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Play Risk Advanced Tactics & Strategies

Introduction

In war games like Risk, strategies that gain you advantage on the battlefield are the keys to winning. As strategies are hidden and abstract, you need corresponding scenarios and criteria to be able to execute strategies at their full potential. Therefore, the participants in a battle must identify the needs of the war, and through that determine a sequence of strategies, to lay a smooth path for the way to victory.

The following section outlines the objectives of each setting, and the team options possible. These variables do affect the way you should deploy, reinforce and assault.

Objectives

Standard

  • Only the winner of the game gains points, all other players/teams loses points.

Mercenary

  • Players gain points for every player they eliminate. In team war games, points are awarded for eliminating gamers, rather than teams.

Assassin

  • Each gamer is randomly assigned a target, who is highlighted in the Intel tab and noted privately in the Chatter tab. The winner is the player whose target is eliminated, even if by a third party. In team games, each team member is assigned a gamer on another team as a target, when one of the targets is eliminated, the team wins.

Teams

Teams are arranged when the players join the game, two players are in a team, gamers can choose which team to join if they click on different colored "Join" buttons. For more information see Join a Game and basic strategy of team games.

Doubles

  • Team war games, have the turns in the same way like in singles, but the teams are spread evenly (example, Team1Player1, T2P1, T1P2, T2P2).

Triples

  • Same way as a Doubles game is played, three gamers are in a team, the teams are also arranged by the "Join" button, the turns are also spread evenly.

Quads

  • Same as above, four players as a team, the teams are also arranged by the "Join" button, the turns are (still) spread evenly.

War is Deceptive

To master the Art of War, you need to learn about deception, as war itself is deceptive. In learning how to be deceptive, you must be able to achieve the following:

  • To seem unable when you are able to fight, and otherwise
  • To seem defensive when wanting to attack, and otherwise
  • To seem targeting further targets when targeting close targets, and otherwise.
  • To seem fighting when allying

The historic experiences had shown that deception is always included in battle. During a war, countries cover up any of their own intentions and targets; create fake clues which in turn project illusions to the opponent on what their purposes are. This is a mind game after all. In war, there is no trust - if an opponent wants to gain an advantage and achieve victory against you, they could use the most devastating blow (even if it meant breaking an agreement). If you do not know deception, your chance of falling into a trap is higher; if you do not learn to be deceptive, it will be difficult to be the one who controls the tide of the game.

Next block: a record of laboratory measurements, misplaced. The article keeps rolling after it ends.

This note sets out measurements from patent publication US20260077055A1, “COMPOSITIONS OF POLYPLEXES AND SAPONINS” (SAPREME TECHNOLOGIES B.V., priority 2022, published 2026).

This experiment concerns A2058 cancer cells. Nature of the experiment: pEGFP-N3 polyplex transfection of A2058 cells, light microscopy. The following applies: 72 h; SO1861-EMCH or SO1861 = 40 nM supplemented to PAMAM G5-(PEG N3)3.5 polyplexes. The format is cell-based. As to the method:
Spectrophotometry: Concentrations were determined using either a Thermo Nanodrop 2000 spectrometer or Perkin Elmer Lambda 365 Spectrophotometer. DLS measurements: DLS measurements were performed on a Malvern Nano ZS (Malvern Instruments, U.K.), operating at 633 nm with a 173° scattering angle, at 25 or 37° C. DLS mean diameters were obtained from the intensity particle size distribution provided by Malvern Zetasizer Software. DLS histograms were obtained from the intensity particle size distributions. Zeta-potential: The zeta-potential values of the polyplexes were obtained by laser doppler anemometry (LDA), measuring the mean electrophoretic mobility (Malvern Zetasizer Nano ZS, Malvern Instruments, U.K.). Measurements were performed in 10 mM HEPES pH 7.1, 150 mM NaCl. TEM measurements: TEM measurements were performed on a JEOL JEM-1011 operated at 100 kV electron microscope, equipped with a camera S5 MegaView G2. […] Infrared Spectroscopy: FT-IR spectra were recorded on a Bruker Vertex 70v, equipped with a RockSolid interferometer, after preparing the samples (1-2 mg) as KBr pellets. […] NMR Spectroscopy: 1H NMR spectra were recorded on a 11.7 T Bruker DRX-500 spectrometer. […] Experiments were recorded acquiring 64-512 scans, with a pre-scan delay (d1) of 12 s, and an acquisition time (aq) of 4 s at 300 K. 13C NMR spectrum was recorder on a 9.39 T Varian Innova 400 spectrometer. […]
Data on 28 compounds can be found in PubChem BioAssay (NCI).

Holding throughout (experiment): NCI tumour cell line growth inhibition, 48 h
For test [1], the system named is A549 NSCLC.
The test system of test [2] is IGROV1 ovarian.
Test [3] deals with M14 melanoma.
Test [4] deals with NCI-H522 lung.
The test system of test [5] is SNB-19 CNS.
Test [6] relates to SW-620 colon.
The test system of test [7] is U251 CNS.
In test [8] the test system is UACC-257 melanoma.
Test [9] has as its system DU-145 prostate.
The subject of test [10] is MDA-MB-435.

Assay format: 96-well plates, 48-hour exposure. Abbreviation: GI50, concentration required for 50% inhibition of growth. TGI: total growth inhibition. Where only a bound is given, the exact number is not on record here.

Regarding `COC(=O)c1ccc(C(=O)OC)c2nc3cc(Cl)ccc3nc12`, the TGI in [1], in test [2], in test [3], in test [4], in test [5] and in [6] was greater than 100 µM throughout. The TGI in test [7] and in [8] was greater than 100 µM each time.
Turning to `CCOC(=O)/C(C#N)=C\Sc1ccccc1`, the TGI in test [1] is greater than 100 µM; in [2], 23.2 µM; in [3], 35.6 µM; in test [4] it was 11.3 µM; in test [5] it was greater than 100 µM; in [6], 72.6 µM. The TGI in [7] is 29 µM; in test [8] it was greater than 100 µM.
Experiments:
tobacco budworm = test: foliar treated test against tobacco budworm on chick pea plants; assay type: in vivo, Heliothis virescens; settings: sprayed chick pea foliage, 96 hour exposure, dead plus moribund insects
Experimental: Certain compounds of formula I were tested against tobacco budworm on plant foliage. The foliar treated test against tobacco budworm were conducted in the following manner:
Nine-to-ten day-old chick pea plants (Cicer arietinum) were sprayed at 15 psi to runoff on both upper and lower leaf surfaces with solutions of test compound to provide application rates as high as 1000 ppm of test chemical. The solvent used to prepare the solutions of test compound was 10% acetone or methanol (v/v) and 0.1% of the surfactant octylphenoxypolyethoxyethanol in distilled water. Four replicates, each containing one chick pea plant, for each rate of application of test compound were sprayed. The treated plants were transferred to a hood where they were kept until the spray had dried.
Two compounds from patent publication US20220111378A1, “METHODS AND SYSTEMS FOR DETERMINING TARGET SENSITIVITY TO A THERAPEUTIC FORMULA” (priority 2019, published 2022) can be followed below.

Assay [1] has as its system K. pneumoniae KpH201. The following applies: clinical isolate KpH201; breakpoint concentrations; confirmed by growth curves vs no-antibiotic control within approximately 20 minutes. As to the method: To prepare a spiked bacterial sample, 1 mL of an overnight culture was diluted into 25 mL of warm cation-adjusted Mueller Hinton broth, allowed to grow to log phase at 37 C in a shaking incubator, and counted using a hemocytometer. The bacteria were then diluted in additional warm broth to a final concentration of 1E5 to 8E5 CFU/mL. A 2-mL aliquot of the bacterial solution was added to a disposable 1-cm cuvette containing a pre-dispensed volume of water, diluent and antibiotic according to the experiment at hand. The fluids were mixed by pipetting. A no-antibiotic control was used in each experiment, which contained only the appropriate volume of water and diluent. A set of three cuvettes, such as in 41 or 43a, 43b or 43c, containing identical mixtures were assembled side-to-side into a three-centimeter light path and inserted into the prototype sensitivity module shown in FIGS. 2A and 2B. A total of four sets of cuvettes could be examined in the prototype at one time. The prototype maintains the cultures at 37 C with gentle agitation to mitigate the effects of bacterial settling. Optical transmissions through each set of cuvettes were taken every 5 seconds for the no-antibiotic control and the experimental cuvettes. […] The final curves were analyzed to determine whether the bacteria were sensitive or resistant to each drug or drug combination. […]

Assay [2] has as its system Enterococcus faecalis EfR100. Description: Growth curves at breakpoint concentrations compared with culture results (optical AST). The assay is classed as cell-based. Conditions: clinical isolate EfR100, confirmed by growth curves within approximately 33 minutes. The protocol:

To seem unable when you are able to fight and otherwise

If you are strong, try to appear weak. If you are weak, try to appear strong. As a strong gamer, people will want to attack you because they fear of losing. Therefore, your best form defense would be to organize your armies in such a way that you would seem less formidable while without losing any actual strategic advantage. If however you are a weak gamer, you may be seen as an easy target. You would then need to use all means necessary to not be picked out of the game. Experienced users know that attacking a weak gamer is often a fatal move as, while weak gamers may not be able to win the game, they may hold the balance of power. The balance of power is usually the only defense a weak player has left. So, use the chat if you must. Let the other users know that while you're a nice guy, being bullied won't be tolerated. Delivering this in the right tone is the art of the game. Sometimes you might be attacked or eliminated just for speaking up... but if you were to be annihilated anyway, at least, you tried.

AAFitz, who is one of our top players, had said that he will do this even on 1v1 games to varying degrees though usually he is trying to act in a way to completely discourage his opponent from trying their hardest. If he is winning, he would demolish them in any way possible in order to break their spirit as well as their bonuses. If he is losing, he would let them think they have the game won, and have no reason to pay attention to what they are doing. He would post "gg" in the chat very often when he had lost hopes of winning, only hoping that that one little act may very well, make them sloppy enough to give him the one opening he needs to crawl back from certain death.